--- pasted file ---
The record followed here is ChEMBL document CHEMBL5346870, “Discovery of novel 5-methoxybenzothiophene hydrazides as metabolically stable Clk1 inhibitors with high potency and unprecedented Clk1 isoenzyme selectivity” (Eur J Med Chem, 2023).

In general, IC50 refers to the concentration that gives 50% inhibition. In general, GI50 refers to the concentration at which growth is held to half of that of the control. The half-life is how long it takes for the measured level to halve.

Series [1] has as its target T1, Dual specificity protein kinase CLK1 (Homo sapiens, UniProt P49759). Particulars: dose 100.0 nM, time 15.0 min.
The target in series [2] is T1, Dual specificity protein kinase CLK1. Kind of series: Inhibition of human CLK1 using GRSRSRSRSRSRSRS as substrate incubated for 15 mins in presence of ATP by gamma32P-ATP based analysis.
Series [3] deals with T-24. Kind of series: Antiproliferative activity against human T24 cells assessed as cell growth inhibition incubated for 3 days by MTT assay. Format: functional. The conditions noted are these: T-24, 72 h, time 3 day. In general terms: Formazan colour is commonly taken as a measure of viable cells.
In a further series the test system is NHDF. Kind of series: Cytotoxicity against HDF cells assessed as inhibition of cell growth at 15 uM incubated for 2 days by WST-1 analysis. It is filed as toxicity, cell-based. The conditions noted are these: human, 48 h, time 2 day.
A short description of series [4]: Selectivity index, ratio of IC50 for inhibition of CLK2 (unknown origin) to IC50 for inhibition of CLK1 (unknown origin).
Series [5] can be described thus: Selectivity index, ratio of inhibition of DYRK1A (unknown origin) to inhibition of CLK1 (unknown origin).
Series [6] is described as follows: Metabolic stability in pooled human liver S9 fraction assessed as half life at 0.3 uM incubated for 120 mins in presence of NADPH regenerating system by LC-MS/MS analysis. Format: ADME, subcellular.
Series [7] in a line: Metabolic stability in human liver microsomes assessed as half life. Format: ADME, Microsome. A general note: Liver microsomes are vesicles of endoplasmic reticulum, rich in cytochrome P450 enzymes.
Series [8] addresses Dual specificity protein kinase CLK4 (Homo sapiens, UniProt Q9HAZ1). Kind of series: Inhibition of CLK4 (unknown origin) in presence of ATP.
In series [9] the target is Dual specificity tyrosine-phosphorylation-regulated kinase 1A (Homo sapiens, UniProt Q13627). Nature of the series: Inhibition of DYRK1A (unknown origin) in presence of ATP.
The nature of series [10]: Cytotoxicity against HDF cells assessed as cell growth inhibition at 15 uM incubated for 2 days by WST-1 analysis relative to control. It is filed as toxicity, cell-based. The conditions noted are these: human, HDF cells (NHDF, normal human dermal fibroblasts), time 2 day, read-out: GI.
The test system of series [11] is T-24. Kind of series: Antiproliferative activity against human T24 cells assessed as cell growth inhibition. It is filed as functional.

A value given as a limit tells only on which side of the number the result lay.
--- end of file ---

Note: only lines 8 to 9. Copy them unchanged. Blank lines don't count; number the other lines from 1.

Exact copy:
Series [5] can be described thus: Selectivity index, ratio of inhibition of DYRK1A (unknown origin) to inhibition of CLK1 (unknown origin).
Series [6] is described as follows: Metabolic stability in pooled human liver S9 fraction assessed as half life at 0.3 uM incubated for 120 mins in presence of NADPH regenerating system by LC-MS/MS analysis. Format: ADME, subcellular.